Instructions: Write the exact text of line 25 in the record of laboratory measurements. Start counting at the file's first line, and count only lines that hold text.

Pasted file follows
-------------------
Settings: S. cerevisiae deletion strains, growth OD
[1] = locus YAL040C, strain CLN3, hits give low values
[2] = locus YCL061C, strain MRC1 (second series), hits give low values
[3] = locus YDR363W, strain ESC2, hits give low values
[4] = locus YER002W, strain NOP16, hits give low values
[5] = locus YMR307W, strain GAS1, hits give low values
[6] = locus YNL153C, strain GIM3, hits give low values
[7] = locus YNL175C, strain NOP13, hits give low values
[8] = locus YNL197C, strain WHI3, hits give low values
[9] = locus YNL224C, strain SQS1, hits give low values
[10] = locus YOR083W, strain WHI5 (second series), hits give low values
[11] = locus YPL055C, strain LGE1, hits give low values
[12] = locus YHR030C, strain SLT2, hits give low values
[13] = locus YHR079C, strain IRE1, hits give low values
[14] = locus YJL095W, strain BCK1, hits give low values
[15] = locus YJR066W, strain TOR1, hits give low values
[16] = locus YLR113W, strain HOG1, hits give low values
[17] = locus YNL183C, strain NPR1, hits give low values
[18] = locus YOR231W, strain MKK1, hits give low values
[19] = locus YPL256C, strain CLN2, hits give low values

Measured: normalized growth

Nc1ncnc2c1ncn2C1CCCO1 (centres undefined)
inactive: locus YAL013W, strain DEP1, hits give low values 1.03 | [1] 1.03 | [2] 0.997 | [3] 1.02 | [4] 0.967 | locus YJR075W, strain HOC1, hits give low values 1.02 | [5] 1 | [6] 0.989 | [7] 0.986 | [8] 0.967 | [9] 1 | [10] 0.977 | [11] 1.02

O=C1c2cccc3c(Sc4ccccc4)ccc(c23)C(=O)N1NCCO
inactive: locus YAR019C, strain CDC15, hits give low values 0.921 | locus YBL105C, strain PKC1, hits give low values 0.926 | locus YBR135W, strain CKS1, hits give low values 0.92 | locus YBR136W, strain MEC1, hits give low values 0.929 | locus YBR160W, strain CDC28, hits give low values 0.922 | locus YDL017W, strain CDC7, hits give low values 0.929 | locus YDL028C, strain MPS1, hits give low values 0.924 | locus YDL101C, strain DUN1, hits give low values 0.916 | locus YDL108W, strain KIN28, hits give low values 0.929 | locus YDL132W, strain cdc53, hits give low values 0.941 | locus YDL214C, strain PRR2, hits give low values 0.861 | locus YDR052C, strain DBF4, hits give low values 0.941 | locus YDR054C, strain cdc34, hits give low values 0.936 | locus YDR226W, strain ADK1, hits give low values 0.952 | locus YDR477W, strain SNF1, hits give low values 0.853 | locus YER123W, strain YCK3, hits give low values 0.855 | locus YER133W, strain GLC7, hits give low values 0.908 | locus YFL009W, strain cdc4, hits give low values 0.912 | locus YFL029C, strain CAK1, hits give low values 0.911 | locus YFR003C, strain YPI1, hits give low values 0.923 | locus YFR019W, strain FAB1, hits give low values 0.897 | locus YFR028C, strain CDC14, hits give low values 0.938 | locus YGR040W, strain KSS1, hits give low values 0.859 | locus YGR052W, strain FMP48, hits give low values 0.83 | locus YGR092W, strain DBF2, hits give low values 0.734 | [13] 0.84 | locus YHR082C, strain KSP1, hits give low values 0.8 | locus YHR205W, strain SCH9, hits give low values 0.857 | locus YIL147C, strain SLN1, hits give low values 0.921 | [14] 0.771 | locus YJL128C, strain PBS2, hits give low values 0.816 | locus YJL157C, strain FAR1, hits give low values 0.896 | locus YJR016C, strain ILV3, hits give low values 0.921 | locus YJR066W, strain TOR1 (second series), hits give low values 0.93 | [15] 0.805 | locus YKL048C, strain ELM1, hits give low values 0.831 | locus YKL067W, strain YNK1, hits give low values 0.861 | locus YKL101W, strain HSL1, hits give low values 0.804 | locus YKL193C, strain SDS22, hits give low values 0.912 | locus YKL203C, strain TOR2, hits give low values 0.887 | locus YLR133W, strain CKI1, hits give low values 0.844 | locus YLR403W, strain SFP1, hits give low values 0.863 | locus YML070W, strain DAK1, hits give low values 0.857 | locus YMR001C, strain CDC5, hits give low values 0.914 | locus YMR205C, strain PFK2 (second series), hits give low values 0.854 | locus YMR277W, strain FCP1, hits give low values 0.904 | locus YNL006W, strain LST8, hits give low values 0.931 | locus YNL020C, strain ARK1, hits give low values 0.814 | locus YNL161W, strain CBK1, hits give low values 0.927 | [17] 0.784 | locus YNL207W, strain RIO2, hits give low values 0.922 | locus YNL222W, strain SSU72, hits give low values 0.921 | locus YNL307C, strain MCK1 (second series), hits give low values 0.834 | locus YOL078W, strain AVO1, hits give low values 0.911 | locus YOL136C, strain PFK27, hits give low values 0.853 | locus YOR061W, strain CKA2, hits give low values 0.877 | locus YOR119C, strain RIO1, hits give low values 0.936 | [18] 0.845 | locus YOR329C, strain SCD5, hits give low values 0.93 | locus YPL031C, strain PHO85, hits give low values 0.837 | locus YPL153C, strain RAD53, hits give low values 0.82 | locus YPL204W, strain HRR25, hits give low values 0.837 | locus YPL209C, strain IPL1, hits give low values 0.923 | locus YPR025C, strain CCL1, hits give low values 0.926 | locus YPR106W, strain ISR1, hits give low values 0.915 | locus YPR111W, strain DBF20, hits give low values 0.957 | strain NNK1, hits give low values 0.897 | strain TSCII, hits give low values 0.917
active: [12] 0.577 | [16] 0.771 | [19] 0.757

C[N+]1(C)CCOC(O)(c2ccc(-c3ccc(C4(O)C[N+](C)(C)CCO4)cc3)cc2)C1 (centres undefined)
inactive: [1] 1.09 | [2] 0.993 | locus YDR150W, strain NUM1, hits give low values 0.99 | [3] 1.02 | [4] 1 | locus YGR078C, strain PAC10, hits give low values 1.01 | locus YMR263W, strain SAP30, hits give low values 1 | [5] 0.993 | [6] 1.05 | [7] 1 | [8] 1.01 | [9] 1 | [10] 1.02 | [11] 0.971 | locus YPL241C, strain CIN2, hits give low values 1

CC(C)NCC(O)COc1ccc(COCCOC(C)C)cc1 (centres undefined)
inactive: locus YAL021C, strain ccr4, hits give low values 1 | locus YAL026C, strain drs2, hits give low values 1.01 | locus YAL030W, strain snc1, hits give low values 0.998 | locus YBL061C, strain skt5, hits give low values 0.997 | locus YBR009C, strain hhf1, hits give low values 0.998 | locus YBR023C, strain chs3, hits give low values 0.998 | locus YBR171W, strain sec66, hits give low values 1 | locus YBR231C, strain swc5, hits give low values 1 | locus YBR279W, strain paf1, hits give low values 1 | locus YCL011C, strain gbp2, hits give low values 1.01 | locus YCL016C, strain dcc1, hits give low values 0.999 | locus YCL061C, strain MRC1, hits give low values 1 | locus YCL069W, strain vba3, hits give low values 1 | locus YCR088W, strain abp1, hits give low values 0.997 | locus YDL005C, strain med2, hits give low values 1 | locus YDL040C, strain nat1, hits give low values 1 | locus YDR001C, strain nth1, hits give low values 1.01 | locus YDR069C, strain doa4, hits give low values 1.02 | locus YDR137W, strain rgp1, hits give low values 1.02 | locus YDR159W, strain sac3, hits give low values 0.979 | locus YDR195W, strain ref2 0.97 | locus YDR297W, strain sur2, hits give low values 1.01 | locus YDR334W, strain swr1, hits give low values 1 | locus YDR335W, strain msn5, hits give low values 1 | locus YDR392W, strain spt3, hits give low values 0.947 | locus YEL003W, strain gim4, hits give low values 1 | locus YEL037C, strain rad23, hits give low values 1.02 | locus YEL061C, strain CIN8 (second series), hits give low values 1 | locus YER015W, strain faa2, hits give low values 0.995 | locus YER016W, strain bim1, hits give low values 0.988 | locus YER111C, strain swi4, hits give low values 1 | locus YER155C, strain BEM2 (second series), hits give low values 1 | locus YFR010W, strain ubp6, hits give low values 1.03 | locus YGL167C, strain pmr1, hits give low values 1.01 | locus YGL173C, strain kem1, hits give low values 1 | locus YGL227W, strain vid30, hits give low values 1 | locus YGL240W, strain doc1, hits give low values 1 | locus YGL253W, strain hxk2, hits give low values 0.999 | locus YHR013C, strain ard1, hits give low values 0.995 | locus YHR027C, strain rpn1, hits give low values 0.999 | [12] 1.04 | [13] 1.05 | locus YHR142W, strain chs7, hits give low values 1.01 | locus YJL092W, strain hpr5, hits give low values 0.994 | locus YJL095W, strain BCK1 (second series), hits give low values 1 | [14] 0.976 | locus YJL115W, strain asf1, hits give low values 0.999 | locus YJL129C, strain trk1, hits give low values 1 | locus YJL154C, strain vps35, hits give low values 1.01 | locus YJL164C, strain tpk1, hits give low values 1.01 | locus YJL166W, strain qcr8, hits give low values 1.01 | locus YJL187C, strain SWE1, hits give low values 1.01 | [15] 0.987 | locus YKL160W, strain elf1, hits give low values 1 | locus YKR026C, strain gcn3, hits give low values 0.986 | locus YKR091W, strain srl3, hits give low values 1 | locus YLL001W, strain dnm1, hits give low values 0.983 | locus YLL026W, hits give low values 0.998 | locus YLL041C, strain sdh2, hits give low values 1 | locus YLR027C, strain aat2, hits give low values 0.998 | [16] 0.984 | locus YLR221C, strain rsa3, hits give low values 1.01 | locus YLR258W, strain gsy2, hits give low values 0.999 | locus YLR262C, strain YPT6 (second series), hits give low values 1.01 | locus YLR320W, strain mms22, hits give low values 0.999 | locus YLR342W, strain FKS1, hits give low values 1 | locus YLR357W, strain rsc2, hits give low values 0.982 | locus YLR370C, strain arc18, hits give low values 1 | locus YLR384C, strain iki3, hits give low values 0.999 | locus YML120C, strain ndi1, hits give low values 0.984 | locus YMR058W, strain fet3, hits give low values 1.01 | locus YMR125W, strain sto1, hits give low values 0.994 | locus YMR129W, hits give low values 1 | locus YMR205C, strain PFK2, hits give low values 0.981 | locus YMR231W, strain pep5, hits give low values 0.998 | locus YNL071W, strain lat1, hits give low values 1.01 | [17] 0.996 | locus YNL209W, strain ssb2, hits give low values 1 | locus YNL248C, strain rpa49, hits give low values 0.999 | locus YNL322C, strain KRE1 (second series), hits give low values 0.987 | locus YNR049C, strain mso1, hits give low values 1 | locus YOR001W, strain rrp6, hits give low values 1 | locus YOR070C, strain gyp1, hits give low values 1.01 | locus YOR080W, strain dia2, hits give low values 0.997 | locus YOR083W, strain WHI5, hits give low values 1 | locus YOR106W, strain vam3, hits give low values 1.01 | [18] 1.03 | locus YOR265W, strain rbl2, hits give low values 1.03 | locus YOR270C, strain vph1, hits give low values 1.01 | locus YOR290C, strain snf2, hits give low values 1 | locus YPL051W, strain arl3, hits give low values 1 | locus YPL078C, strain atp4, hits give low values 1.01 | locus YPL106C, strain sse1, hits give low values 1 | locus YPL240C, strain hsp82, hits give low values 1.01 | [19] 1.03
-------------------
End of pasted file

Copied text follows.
inactive: locus YAR019C, strain CDC15, hits give low values 0.921 | locus YBL105C, strain PKC1, hits give low values 0.926 | locus YBR135W, strain CKS1, hits give low values 0.92 | locus YBR136W, strain MEC1, hits give low values 0.929 | locus YBR160W, strain CDC28, hits give low values 0.922 | locus YDL017W, strain CDC7, hits give low values 0.929 | locus YDL028C, strain MPS1, hits give low values 0.924 | locus YDL101C, strain DUN1, hits give low values 0.916 | locus YDL108W, strain KIN28, hits give low values 0.929 | locus YDL132W, strain cdc53, hits give low values 0.941 | locus YDL214C, strain PRR2, hits give low values 0.861 | locus YDR052C, strain DBF4, hits give low values 0.941 | locus YDR054C, strain cdc34, hits give low values 0.936 | locus YDR226W, strain ADK1, hits give low values 0.952 | locus YDR477W, strain SNF1, hits give low values 0.853 | locus YER123W, strain YCK3, hits give low values 0.855 | locus YER133W, strain GLC7, hits give low values 0.908 | locus YFL009W, strain cdc4, hits give low values 0.912 | locus YFL029C, strain CAK1, hits give low values 0.911 | locus YFR003C, strain YPI1, hits give low values 0.923 | locus YFR019W, strain FAB1, hits give low values 0.897 | locus YFR028C, strain CDC14, hits give low values 0.938 | locus YGR040W, strain KSS1, hits give low values 0.859 | locus YGR052W, strain FMP48, hits give low values 0.83 | locus YGR092W, strain DBF2, hits give low values 0.734 | [13] 0.84 | locus YHR082C, strain KSP1, hits give low values 0.8 | locus YHR205W, strain SCH9, hits give low values 0.857 | locus YIL147C, strain SLN1, hits give low values 0.921 | [14] 0.771 | locus YJL128C, strain PBS2, hits give low values 0.816 | locus YJL157C, strain FAR1, hits give low values 0.896 | locus YJR016C, strain ILV3, hits give low values 0.921 | locus YJR066W, strain TOR1 (second series), hits give low values 0.93 | [15] 0.805 | locus YKL048C, strain ELM1, hits give low values 0.831 | locus YKL067W, strain YNK1, hits give low values 0.861 | locus YKL101W, strain HSL1, hits give low values 0.804 | locus YKL193C, strain SDS22, hits give low values 0.912 | locus YKL203C, strain TOR2, hits give low values 0.887 | locus YLR133W, strain CKI1, hits give low values 0.844 | locus YLR403W, strain SFP1, hits give low values 0.863 | locus YML070W, strain DAK1, hits give low values 0.857 | locus YMR001C, strain CDC5, hits give low values 0.914 | locus YMR205C, strain PFK2 (second series), hits give low values 0.854 | locus YMR277W, strain FCP1, hits give low values 0.904 | locus YNL006W, strain LST8, hits give low values 0.931 | locus YNL020C, strain ARK1, hits give low values 0.814 | locus YNL161W, strain CBK1, hits give low values 0.927 | [17] 0.784 | locus YNL207W, strain RIO2, hits give low values 0.922 | locus YNL222W, strain SSU72, hits give low values 0.921 | locus YNL307C, strain MCK1 (second series), hits give low values 0.834 | locus YOL078W, strain AVO1, hits give low values 0.911 | locus YOL136C, strain PFK27, hits give low values 0.853 | locus YOR061W, strain CKA2, hits give low values 0.877 | locus YOR119C, strain RIO1, hits give low values 0.936 | [18] 0.845 | locus YOR329C, strain SCD5, hits give low values 0.93 | locus YPL031C, strain PHO85, hits give low values 0.837 | locus YPL153C, strain RAD53, hits give low values 0.82 | locus YPL204W, strain HRR25, hits give low values 0.837 | locus YPL209C, strain IPL1, hits give low values 0.923 | locus YPR025C, strain CCL1, hits give low values 0.926 | locus YPR106W, strain ISR1, hits give low values 0.915 | locus YPR111W, strain DBF20, hits give low values 0.957 | strain NNK1, hits give low values 0.897 | strain TSCII, hits give low values 0.917